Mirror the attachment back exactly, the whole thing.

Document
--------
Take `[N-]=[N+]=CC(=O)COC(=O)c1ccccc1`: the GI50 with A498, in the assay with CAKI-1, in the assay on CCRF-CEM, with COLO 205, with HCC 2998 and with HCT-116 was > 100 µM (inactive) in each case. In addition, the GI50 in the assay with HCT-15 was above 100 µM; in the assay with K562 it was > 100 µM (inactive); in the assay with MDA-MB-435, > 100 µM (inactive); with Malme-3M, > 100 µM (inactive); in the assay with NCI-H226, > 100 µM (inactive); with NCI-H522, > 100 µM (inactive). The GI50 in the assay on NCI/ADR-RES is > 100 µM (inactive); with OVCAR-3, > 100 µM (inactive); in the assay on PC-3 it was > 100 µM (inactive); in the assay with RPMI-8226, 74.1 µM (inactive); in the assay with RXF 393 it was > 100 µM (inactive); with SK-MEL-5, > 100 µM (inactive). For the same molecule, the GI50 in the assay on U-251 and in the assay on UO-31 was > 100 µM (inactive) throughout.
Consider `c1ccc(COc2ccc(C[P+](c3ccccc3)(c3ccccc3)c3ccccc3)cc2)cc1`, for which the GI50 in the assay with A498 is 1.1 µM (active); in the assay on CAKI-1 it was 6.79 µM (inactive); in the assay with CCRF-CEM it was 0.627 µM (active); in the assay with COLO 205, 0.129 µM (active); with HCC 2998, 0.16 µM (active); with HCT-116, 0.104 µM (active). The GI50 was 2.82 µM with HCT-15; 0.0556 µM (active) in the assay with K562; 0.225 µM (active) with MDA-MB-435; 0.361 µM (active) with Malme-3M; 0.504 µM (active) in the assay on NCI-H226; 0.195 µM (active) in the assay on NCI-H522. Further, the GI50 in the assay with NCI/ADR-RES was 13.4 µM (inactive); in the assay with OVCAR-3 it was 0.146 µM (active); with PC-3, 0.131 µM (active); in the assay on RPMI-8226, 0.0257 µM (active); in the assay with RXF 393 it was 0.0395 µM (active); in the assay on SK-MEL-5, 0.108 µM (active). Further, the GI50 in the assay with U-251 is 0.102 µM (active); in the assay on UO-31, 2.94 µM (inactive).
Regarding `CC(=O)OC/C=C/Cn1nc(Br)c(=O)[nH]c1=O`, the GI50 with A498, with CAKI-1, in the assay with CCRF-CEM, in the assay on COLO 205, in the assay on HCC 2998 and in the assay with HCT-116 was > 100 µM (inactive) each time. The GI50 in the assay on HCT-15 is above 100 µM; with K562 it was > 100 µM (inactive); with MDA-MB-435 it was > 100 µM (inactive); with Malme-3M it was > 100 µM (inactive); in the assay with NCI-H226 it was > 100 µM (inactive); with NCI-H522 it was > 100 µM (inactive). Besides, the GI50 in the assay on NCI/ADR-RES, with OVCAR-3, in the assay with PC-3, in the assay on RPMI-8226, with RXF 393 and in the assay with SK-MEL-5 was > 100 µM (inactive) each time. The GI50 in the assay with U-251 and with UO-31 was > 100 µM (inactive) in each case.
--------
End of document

Take `[N-]=[N+]=CC(=O)COC(=O)c1ccccc1`: the GI50 with A498, in the assay with CAKI-1, in the assay on CCRF-CEM, with COLO 205, with HCC 2998 and with HCT-116 was > 100 µM (inactive) in each case. In addition, the GI50 in the assay with HCT-15 was above 100 µM; in the assay with K562 it was > 100 µM (inactive); in the assay with MDA-MB-435, > 100 µM (inactive); with Malme-3M, > 100 µM (inactive); in the assay with NCI-H226, > 100 µM (inactive); with NCI-H522, > 100 µM (inactive). The GI50 in the assay on NCI/ADR-RES is > 100 µM (inactive); with OVCAR-3, > 100 µM (inactive); in the assay on PC-3 it was > 100 µM (inactive); in the assay with RPMI-8226, 74.1 µM (inactive); in the assay with RXF 393 it was > 100 µM (inactive); with SK-MEL-5, > 100 µM (inactive). For the same molecule, the GI50 in the assay on U-251 and in the assay on UO-31 was > 100 µM (inactive) throughout.
Consider `c1ccc(COc2ccc(C[P+](c3ccccc3)(c3ccccc3)c3ccccc3)cc2)cc1`, for which the GI50 in the assay with A498 is 1.1 µM (active); in the assay on CAKI-1 it was 6.79 µM (inactive); in the assay with CCRF-CEM it was 0.627 µM (active); in the assay with COLO 205, 0.129 µM (active); with HCC 2998, 0.16 µM (active); with HCT-116, 0.104 µM (active). The GI50 was 2.82 µM with HCT-15; 0.0556 µM (active) in the assay with K562; 0.225 µM (active) with MDA-MB-435; 0.361 µM (active) with Malme-3M; 0.504 µM (active) in the assay on NCI-H226; 0.195 µM (active) in the assay on NCI-H522. Further, the GI50 in the assay with NCI/ADR-RES was 13.4 µM (inactive); in the assay with OVCAR-3 it was 0.146 µM (active); with PC-3, 0.131 µM (active); in the assay on RPMI-8226, 0.0257 µM (active); in the assay with RXF 393 it was 0.0395 µM (active); in the assay on SK-MEL-5, 0.108 µM (active). Further, the GI50 in the assay with U-251 is 0.102 µM (active); in the assay on UO-31, 2.94 µM (inactive).
Regarding `CC(=O)OC/C=C/Cn1nc(Br)c(=O)[nH]c1=O`, the GI50 with A498, with CAKI-1, in the assay with CCRF-CEM, in the assay on COLO 205, in the assay on HCC 2998 and in the assay with HCT-116 was > 100 µM (inactive) each time. The GI50 in the assay on HCT-15 is above 100 µM; with K562 it was > 100 µM (inactive); with MDA-MB-435 it was > 100 µM (inactive); with Malme-3M it was > 100 µM (inactive); in the assay with NCI-H226 it was > 100 µM (inactive); with NCI-H522 it was > 100 µM (inactive). Besides, the GI50 in the assay on NCI/ADR-RES, with OVCAR-3, in the assay with PC-3, in the assay on RPMI-8226, with RXF 393 and in the assay with SK-MEL-5 was > 100 µM (inactive) each time. The GI50 in the assay with U-251 and with UO-31 was > 100 µM (inactive) in each case.